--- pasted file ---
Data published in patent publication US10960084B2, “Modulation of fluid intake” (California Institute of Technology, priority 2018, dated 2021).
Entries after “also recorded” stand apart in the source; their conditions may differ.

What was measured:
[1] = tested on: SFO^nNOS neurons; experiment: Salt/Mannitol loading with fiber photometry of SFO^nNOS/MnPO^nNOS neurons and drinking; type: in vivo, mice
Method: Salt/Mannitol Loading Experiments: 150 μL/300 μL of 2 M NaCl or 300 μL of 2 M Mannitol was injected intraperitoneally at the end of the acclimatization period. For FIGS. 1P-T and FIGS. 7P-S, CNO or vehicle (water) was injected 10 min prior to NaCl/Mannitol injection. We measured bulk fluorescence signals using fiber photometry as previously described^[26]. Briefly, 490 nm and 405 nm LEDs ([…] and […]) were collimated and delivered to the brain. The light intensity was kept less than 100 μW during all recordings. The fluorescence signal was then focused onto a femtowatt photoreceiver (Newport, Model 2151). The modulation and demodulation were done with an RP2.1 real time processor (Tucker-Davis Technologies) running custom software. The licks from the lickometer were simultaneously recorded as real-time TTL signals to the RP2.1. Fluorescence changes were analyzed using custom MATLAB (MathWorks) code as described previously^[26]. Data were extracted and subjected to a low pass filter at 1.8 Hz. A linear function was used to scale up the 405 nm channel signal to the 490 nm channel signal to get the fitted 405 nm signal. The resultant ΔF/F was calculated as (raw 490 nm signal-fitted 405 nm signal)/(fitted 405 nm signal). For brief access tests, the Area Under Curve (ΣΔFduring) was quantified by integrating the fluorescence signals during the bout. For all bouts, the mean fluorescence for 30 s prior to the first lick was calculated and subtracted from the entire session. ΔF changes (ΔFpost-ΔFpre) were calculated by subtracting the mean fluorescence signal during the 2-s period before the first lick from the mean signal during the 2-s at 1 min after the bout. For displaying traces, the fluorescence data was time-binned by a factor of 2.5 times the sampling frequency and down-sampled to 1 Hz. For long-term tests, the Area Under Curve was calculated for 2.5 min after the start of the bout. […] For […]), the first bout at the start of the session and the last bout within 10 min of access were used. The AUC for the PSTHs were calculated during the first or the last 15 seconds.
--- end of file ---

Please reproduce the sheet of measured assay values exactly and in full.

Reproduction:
Data published in patent publication US10960084B2, “Modulation of fluid intake” (California Institute of Technology, priority 2018, dated 2021).
Entries after “also recorded” stand apart in the source; their conditions may differ.

What was measured:
[1] = tested on: SFO^nNOS neurons; experiment: Salt/Mannitol loading with fiber photometry of SFO^nNOS/MnPO^nNOS neurons and drinking; type: in vivo, mice
Method: Salt/Mannitol Loading Experiments: 150 μL/300 μL of 2 M NaCl or 300 μL of 2 M Mannitol was injected intraperitoneally at the end of the acclimatization period. For FIGS. 1P-T and FIGS. 7P-S, CNO or vehicle (water) was injected 10 min prior to NaCl/Mannitol injection. We measured bulk fluorescence signals using fiber photometry as previously described^[26]. Briefly, 490 nm and 405 nm LEDs ([…] and […]) were collimated and delivered to the brain. The light intensity was kept less than 100 μW during all recordings. The fluorescence signal was then focused onto a femtowatt photoreceiver (Newport, Model 2151). The modulation and demodulation were done with an RP2.1 real time processor (Tucker-Davis Technologies) running custom software. The licks from the lickometer were simultaneously recorded as real-time TTL signals to the RP2.1. Fluorescence changes were analyzed using custom MATLAB (MathWorks) code as described previously^[26]. Data were extracted and subjected to a low pass filter at 1.8 Hz. A linear function was used to scale up the 405 nm channel signal to the 490 nm channel signal to get the fitted 405 nm signal. The resultant ΔF/F was calculated as (raw 490 nm signal-fitted 405 nm signal)/(fitted 405 nm signal). For brief access tests, the Area Under Curve (ΣΔFduring) was quantified by integrating the fluorescence signals during the bout. For all bouts, the mean fluorescence for 30 s prior to the first lick was calculated and subtracted from the entire session. ΔF changes (ΔFpost-ΔFpre) were calculated by subtracting the mean fluorescence signal during the 2-s period before the first lick from the mean signal during the 2-s at 1 min after the bout. For displaying traces, the fluorescence data was time-binned by a factor of 2.5 times the sampling frequency and down-sampled to 1 Hz. For long-term tests, the Area Under Curve was calculated for 2.5 min after the start of the bout. […] For […]), the first bout at the start of the session and the last bout within 10 min of access were used. The AUC for the PSTHs were calculated during the first or the last 15 seconds.